I believe this does fit into the category we have come to know as archaic kris. Shame about the kakatau, but it looks like you got a good deal on this one.
Thank you David for the help and also for the comment. So I have been correct and learned well from this place!
Yes the broken kakatua is bad and will be the big problem by the restore.
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Old 22nd September 2010, 08:26 PM   #4
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Quote:
Originally Posted by Sajen
Thank you David for the help and also for the comment. So I have been correct and learned well from this place!
Yes the broken kakatua is bad and will be the big problem by the restore.
Detlef,

A nice buy and a great price. Do not dispair, time and patience will work wonders.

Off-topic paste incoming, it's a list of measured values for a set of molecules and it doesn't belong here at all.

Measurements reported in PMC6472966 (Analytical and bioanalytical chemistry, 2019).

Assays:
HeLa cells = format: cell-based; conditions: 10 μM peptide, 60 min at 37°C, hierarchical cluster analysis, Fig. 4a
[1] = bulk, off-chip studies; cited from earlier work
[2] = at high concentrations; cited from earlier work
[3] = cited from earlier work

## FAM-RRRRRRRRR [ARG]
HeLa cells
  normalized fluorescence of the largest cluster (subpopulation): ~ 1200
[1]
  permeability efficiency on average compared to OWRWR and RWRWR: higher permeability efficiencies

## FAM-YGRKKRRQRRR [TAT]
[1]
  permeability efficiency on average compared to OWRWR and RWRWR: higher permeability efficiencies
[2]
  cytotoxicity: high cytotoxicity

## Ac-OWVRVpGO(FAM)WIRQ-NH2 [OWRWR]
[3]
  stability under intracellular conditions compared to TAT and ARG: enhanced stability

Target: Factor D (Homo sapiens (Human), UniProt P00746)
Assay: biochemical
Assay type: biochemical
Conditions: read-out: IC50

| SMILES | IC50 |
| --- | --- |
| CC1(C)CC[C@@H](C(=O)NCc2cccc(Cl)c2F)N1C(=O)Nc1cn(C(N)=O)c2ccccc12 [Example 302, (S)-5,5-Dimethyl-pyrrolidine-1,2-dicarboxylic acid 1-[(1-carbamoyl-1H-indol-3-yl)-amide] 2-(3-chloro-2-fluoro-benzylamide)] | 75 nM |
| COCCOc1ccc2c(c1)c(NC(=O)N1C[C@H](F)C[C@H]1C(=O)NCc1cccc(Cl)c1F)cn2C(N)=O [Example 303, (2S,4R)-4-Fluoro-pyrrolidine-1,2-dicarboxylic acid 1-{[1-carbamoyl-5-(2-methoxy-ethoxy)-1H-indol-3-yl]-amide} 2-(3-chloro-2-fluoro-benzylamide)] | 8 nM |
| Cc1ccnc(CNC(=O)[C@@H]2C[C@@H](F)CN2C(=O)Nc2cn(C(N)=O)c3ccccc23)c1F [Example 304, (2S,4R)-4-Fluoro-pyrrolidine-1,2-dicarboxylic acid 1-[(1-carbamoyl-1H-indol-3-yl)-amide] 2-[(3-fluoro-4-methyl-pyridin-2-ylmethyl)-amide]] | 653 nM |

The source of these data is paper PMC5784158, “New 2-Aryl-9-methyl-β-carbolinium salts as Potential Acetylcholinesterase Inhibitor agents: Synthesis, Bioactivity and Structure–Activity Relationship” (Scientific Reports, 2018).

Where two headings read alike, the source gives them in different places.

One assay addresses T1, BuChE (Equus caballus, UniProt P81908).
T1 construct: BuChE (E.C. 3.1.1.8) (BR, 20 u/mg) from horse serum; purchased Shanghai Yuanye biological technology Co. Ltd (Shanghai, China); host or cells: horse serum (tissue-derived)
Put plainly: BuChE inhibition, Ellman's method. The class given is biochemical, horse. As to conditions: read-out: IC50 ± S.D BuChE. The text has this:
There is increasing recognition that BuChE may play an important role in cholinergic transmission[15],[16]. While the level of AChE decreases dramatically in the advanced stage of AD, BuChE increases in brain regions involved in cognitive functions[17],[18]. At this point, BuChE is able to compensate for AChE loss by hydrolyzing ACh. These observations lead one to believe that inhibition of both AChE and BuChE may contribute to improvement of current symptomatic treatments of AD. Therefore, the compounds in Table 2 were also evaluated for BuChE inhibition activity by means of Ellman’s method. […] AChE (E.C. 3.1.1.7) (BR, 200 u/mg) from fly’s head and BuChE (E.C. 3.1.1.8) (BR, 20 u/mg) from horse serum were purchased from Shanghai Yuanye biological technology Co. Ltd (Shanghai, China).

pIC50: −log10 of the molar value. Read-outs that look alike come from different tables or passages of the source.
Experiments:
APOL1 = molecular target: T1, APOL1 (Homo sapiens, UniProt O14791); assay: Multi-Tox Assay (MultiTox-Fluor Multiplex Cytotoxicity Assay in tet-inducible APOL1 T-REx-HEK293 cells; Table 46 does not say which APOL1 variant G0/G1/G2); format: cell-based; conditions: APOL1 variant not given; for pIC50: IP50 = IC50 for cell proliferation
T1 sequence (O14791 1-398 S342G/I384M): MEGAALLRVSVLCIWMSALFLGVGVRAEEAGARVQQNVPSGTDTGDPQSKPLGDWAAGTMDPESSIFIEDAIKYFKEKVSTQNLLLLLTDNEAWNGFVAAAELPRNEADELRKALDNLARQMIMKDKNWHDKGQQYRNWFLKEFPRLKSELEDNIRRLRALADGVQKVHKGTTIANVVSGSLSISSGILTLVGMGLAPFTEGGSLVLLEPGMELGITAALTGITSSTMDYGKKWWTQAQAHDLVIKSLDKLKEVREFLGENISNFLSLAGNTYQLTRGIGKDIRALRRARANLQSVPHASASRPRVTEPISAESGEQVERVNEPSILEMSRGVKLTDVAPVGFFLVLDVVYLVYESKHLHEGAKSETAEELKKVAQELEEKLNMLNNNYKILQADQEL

I look forward to seeing the blade cleaned

Gavin
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Old 22nd September 2010, 08:40 PM   #5
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Default wonderfull blade

Hi Detlef,

I really like these archaic blades.
Great that you have one in your collection now.
Congrats with your great find!

Maurice
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Old 22nd September 2010, 08:58 PM   #6
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Thank you Gavin and Maurice. I am surprised how clean the blade, still without corrosion. Any clue how the missing tip of the scabbard have to look?
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Old 23rd September 2010, 01:42 AM   #7